One of the most important things any parent can do is to increase your child’s vocabulary. However, that’s easier said than done! How can a busy parent find time to help their child?  

Listen Actively. Any child wants to be heard and giving them that attention is probably the most important thing you can ever do, because it empowers your child to express themselves more.

Paraphrase. It is easy to nod and give you opinion about something. However, children learn quickly from you if you repeat what they have just said, but change one or two words. For instance, if your child says, “I had a great time at school today!” You could paraphrase this as, “Oh, you had a fabulous time, didn’t you?” 

Check their understanding. It’s common for children to miss the nuance of a word. When you are talking to your child, actively seek to check if they do understanding something, but don’t just use yes/no type questions, but ones which are open and which empower your child to respond more expansively.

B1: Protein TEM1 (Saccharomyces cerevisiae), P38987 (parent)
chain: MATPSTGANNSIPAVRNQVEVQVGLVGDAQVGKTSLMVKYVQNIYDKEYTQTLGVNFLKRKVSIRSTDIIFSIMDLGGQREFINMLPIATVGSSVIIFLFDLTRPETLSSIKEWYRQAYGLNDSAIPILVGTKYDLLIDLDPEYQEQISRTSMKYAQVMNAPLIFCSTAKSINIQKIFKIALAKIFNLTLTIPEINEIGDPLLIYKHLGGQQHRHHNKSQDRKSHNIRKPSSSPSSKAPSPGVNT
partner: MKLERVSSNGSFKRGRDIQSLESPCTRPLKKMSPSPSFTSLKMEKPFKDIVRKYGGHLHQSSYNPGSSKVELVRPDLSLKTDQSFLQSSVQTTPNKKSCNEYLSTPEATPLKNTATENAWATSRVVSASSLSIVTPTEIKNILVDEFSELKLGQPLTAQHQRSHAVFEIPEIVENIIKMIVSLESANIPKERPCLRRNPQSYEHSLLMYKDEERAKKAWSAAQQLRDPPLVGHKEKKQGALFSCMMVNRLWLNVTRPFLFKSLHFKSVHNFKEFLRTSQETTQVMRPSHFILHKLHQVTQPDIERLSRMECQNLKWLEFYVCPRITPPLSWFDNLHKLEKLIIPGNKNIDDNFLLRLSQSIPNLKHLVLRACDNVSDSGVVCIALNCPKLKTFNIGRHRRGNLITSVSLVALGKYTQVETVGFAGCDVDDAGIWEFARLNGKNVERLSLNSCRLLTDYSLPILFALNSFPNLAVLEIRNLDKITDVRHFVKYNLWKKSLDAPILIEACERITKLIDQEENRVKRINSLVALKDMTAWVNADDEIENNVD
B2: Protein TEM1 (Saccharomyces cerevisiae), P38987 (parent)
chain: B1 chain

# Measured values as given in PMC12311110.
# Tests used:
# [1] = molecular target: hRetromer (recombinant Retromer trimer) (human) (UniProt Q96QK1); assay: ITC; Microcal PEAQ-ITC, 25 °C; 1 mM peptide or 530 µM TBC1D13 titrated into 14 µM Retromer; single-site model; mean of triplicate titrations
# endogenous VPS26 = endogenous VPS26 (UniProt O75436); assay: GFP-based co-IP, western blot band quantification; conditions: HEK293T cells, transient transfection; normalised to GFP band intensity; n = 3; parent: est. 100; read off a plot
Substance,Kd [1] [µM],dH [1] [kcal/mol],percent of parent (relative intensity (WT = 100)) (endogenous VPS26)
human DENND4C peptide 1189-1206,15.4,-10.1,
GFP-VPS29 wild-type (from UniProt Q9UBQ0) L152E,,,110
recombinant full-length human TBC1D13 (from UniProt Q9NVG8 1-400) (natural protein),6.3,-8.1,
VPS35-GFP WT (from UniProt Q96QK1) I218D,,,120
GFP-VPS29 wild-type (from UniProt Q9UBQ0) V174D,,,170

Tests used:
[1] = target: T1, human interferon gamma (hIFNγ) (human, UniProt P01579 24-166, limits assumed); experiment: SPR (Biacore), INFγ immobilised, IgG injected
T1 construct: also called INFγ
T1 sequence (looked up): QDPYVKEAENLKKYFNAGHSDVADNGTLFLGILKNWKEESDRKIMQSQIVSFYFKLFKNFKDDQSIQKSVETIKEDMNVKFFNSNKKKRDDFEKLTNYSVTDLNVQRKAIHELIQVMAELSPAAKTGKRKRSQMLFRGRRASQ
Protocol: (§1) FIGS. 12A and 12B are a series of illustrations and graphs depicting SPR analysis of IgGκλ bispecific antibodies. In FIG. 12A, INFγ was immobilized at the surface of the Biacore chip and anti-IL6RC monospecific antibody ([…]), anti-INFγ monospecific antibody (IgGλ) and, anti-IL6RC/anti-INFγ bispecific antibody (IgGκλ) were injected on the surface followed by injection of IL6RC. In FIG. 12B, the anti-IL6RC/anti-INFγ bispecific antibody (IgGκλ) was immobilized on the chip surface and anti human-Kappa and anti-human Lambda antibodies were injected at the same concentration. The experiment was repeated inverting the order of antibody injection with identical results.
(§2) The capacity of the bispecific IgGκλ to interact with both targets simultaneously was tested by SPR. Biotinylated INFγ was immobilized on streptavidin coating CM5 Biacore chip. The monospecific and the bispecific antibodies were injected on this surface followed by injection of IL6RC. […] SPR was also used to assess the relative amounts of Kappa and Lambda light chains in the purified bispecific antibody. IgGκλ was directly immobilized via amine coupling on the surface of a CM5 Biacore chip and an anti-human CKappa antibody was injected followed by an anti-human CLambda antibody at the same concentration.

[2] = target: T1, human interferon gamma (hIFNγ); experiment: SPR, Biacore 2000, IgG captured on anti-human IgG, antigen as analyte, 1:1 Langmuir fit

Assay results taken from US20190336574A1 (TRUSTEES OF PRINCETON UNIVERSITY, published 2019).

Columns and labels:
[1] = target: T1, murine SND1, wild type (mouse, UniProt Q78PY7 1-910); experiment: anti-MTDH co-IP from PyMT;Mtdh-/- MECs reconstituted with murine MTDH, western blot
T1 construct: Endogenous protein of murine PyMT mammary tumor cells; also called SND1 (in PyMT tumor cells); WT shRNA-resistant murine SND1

Never just give the meaning of word. It’s very tempting to simply tell a child what a word means. It’s far better to encourage them to work out the meaning for themselves. They can easily guess what kind of word it is e.g. if it is a noun or a verb. From the sound of a word they can guess its qualities and from the logic of the preceding words they could guess its meaning. Working with your child in this way will foster a love for words…

Read, read, read. Reading is the most important activity for naturally increasing vocabulary.  When reading with your child focus on tricky words. Make it interesting by rhyming those words, finding strange and funny connections with other words.

Learning vocabulary can be fun and the more fun you make it the more a child will want to learn. Play is the best way to discover words, after all, writing is mostly rewriting and editing and to master this challenging skills involves many hours of transferring words, reordering sentences and selecting new words.